Every night, it creeps closer and closer, and I can feel its iron grip on my being. Every night I wake up, cold from my own sweat, and I fall to my knees to pray the Eternal Emperor of Mankind’s forgiveness for my own weakness, for allowing the daemons of the Warp even the tiniest entrance in the realm of my mind.

And all along, I can hear it speaking to me. Its voice is loud like thunder, yet soft and poised. I can feel the edge of the smile creeping along its fleshless and unmoving lips even when I manage to look away. It promises me grandeur at his side, glory in battle and life eternal. It swears to rid me of my weak, mortal flesh envelope and forge me a new one through god-like powers. A part of me wants to embrace it, but my belief in the Immortal Emperor is too strong for me to succumb to such petty words. I shout my denial out loud, hurting my throat in an all too-human way, yet the daemon keeps coming.

All of this I tell to my Chaplain for the first time. He is the one who had chosen me all those years back and brought me in the folds of the Chapter. He has followed me ever since my first days as a novitiate. He hears, but he does not understand. He is not plagued by nightmares and the voices from beyond. He is kneeling, his back turned on me, praying the altar of the God-Emperor Triumphant silently while attending to my problems. But even if he does not understand, he is concerned. He knows me. He knows my strength and my faith. Too see me in such a state is a pain and a disappointment both. Pain for me and for my ordeal. Disappointment for my lack of willpower, my lack of capacity to just forget a simple bad dream and move on. Yet he does not say anything. I simply understand, through the way his shoulders slump, his breathing slows. His voice rises, and a chill I do not understand creeps down my spine. His words are balanced, and give no reproach. He gives me advice, support, reassurance. But I cannot listen to him. For when he turns around, I understand everything. My eyes and his lock, and I recognize his helmet. Not from our previous encounters, which are numerous, but from my dreams. It is his face I see every night. The lipless grin of the skull helmet and its fiery eyes. It is his voice I hear in my dreams, deformed by his fully-enclosed helm and by the passage of time. And I suddenly know why this nightmare was so powerful, so vivid.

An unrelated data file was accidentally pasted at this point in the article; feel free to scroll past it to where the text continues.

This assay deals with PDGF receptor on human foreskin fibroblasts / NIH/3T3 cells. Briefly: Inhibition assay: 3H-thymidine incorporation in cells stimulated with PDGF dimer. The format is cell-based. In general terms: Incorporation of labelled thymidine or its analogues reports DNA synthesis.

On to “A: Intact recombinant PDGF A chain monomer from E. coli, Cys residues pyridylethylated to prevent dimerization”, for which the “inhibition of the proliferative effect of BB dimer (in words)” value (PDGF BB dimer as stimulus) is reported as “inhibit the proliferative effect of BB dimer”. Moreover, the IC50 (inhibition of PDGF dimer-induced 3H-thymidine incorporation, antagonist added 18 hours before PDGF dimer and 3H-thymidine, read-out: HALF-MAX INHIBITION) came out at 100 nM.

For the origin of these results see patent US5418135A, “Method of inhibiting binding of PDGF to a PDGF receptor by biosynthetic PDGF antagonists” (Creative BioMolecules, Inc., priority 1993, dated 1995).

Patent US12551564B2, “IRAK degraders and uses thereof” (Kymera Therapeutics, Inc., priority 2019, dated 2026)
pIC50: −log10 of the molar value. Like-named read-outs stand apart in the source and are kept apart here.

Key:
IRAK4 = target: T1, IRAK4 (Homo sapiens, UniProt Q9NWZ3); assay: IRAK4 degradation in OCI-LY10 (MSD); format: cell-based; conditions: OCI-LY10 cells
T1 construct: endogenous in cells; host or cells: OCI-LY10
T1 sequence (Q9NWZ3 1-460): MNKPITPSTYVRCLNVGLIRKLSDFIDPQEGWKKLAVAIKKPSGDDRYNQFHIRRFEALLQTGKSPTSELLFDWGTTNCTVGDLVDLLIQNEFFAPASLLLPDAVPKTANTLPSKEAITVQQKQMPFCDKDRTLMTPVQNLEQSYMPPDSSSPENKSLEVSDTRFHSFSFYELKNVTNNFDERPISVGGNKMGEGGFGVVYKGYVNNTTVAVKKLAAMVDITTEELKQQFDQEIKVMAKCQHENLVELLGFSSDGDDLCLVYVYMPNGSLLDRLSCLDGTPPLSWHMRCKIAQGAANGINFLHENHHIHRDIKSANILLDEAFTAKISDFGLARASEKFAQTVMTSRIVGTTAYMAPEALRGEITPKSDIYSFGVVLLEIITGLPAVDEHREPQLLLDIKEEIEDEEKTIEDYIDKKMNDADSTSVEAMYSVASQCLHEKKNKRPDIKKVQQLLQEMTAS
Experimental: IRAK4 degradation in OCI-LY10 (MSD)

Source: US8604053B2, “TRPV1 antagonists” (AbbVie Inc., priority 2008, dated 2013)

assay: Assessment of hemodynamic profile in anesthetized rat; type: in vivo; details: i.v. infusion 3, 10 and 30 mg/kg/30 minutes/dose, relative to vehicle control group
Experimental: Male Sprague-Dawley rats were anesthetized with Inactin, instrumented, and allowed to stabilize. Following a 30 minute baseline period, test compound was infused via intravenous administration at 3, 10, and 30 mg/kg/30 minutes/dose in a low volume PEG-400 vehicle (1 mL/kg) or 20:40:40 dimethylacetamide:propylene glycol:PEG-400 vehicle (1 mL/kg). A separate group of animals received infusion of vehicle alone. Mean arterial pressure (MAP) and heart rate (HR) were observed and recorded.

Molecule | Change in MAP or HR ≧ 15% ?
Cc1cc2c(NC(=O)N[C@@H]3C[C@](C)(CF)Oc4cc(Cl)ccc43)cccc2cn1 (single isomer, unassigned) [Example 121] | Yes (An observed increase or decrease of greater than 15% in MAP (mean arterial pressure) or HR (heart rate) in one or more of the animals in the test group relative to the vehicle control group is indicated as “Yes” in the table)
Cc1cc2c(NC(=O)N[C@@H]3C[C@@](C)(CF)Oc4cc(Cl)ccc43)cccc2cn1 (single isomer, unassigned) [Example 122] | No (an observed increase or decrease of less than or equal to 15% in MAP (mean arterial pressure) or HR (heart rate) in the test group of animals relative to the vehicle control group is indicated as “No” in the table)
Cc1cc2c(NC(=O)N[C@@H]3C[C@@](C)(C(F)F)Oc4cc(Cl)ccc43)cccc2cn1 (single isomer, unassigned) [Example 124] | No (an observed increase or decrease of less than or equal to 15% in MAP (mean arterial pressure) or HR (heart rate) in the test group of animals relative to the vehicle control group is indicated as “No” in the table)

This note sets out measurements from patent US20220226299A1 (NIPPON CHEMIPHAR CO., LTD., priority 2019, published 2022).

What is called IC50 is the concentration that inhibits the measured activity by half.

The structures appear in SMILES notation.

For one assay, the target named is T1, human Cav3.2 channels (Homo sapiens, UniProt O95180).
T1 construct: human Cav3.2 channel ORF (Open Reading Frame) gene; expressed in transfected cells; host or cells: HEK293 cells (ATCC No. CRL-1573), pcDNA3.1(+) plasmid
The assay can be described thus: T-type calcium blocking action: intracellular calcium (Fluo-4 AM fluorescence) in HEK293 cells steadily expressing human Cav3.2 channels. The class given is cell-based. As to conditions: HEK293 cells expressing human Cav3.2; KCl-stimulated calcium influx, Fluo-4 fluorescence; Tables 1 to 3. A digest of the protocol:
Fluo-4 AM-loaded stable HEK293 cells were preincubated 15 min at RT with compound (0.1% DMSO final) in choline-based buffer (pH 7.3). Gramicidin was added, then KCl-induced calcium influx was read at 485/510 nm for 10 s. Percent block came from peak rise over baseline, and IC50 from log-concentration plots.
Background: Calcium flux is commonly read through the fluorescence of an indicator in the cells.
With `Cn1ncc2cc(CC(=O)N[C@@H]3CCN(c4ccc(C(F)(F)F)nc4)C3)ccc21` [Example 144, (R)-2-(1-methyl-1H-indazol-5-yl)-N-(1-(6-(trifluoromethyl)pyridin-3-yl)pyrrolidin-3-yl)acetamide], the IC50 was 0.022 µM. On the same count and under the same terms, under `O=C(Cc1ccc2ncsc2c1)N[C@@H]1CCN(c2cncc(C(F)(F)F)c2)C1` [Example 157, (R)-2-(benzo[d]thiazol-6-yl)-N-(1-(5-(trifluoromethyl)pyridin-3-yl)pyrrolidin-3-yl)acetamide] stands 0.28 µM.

It was not nightmare. It never was. Neither was it a daemonic incursion. They were memories. A tiny spark of my old life, my former life, had clawed its way into my mind, through the forced amnesia every Space Marine undergoes during his trials to finally join the ranks of the Astartes. I thought I had forgotten all of it: my mother’s anguish at my departure, my own fear of the giant clad in black and my denial of the fate it offered me. My resistance, my tears, my crying. They should have disappeared, through my transformation, faded under the weight of new memories my life as an Astartes had brought.

But they had not. After the tests, after the decades, the centuries of warfare, the child I have been is still alive somewhere.

Every night, I am this child.
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Re: RiaR: Winners' Thread

Postby J D Dunsany » Tue Jul 02, 2013 6:50 am

Ratione Peccati

By Liliedhe


Thranis, Battle Brother of the Blood Ravens on secondment to the Deathwatch, was moving through the rite of safe maintenance, carefully taking apart his bolt pistol, polishing each component, greasing where necessary and putting it back together. His lips moved as he called up all the ritual entreaties and blessings while his hands followed the movement pattern he had committed to memory back when he had still been a Scout. Neither took up enough of his attention to screen out the argument happening in the corridor in front of his cell.

He knew the voices, he knew the pattern of the altercation and he knew the outcome. Unless somebody decided to vary the litany for the 6th repetition, which he did not consider likely.